Yet Landesman knows Obama is like Caesar, somehow -- a friend asks, is it in the transformation of a republic into an empire with a divine ruler? Perhaps if Landesman had his wits about him, he would note instead that Obama is the most powerful speaker since the other JC.
Well, so what if Landesman is a bootlicker? Landesman is also an idiot. Lincoln never wrote a book, although I believe he did compile the texts of his 1858 debates with Douglas for publication in book form. And Landesman misses a few presidential authors since Theodore Roosevelt.
Woodrow Wilson wrote several influential books as a Princeton professor. Herbert Hoover wrote books including, I am reliably advised, a classic book on fishing. Richard Nixon wrote books before and after his presidency. And even Bill Clinton wrote his apologia pro vita sua.
Landesman leaves JFK unmentioned by name. JFK was awarded the Pulitzer Prize for Profiles in Courage in 1957. My guess is that JFK and Obama share the attribute of authorship in roughly equal measure.
One reader of Landesman's speech wonders: "Isn't Obama the first president since Jefferson to more than double the size of the country? The first since Lincoln to free the slavers? The first since FDR to win a war against fascism?" Betraying the spirit of Rocco Landesman, however, the reader injects a note of caution: "I might be wrong. Can any of you fact check that?"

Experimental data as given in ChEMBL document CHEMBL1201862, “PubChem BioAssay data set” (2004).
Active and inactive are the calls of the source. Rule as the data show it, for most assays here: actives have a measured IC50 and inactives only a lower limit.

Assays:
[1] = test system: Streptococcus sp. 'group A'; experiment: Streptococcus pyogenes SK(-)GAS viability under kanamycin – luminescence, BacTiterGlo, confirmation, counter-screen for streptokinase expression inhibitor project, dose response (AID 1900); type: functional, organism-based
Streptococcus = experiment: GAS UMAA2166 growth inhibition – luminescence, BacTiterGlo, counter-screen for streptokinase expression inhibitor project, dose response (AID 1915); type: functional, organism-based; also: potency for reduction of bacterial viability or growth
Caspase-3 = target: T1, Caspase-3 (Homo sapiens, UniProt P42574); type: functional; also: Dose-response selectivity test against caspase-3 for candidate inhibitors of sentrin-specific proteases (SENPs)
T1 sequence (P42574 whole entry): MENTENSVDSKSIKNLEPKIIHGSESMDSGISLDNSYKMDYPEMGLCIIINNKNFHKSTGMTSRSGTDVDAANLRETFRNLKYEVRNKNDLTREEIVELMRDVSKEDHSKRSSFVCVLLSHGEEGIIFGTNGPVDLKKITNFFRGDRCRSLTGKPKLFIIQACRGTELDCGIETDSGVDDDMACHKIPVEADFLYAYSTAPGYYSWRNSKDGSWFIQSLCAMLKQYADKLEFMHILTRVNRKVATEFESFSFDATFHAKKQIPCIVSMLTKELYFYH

It would be hard to pack so much ignorance into one short paragraph if one were really trying. We can deduce that Landesman doesn't even have to try.
And, of course, all of this presumes that Dreams of My Father was not partially or completely ghost-written as has been suggested by Jack Cashill.
You can live in this town for years and still occasionally find yourself gobsmacked by what counts as "normal" by Washington standards. Take the ongoing debate over whether it's fair for us to expect our elected representatives to read the laws they pass and expect us to follow.
Recently, Sen. Thomas Carper, D-DE, and Rep. John Conyers, D-MI, scoffed at the idea that they should read the health care legislation working its way through Congress (hey, it's only a matter of life and death). That attitude has inspired the "Read to Vote" campaign--designed to get congressmen to pledge to "read every word of every bill before casting my vote."
Read to Vote's efforts earned them a condescending Washington Post editorial last month, complaining that their proposal "would bring government to a standstill." (Heaven forbid.) "To read all 1,427 pages of Waxman-Markey," the Post fretted, "it would take at least 12 hours -- tough on a tight legislative timeline."
Is reading the cap and trade bill tough? Tough. If you're planning to regulate every industrial process in America, you may have to do some heavy slogging.
True enough, the bills Congress passes have become increasingly impenetrable over the years. In Abraham Lincoln's first State of the Union, he worried about the growing complexity of federal law, but noted that, with a modest effort at revision, "all the acts of Congress now in force [could fit in] one or two volumes of ordinary and convenient size." Today, the Senate Finance Committee's 1,502-page health-care bill would take up more than that much space by itself.